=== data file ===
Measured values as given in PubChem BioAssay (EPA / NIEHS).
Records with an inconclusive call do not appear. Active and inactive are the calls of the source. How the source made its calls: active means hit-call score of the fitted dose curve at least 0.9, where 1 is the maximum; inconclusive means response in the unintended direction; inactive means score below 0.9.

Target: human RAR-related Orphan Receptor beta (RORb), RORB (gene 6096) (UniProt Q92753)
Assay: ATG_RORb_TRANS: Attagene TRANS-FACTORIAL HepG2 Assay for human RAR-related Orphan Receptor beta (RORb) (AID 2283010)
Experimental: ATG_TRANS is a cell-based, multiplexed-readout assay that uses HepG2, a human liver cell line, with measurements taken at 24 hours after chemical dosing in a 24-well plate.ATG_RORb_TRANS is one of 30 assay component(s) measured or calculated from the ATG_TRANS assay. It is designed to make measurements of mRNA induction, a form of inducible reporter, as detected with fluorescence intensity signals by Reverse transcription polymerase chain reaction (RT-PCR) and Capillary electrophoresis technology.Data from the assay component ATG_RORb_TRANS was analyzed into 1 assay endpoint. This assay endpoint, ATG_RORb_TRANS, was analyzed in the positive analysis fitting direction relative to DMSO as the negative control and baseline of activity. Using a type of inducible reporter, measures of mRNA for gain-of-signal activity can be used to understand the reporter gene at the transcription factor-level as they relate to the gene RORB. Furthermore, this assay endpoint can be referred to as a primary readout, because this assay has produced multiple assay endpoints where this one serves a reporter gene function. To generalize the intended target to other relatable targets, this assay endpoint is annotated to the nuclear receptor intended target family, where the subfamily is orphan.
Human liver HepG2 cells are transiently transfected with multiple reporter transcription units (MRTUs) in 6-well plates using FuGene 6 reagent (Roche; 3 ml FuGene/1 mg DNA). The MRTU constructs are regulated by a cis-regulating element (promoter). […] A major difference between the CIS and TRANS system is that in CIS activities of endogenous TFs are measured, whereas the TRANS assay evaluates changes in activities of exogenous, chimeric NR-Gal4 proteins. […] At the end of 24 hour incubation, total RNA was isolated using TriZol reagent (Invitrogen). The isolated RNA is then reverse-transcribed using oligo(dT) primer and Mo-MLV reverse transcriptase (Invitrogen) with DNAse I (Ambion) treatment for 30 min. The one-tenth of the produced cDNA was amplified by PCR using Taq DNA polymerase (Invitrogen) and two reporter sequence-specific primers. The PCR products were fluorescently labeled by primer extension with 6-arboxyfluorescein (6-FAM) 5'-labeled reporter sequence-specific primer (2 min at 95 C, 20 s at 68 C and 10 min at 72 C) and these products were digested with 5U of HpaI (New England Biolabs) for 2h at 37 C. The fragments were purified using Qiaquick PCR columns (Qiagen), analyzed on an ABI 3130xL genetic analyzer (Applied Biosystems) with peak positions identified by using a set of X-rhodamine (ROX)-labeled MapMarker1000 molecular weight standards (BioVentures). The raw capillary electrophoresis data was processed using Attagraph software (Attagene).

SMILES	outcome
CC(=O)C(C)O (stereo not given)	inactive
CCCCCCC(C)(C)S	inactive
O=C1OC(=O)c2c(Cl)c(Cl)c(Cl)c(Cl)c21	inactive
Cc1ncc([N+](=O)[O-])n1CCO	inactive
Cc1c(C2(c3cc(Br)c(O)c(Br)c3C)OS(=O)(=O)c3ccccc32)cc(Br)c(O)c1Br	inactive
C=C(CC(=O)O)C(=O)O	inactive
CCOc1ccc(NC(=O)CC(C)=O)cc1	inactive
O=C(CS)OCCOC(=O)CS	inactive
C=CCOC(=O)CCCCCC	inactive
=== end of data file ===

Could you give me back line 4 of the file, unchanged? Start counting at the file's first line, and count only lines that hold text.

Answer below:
Assay: ATG_RORb_TRANS: Attagene TRANS-FACTORIAL HepG2 Assay for human RAR-related Orphan Receptor beta (RORb) (AID 2283010)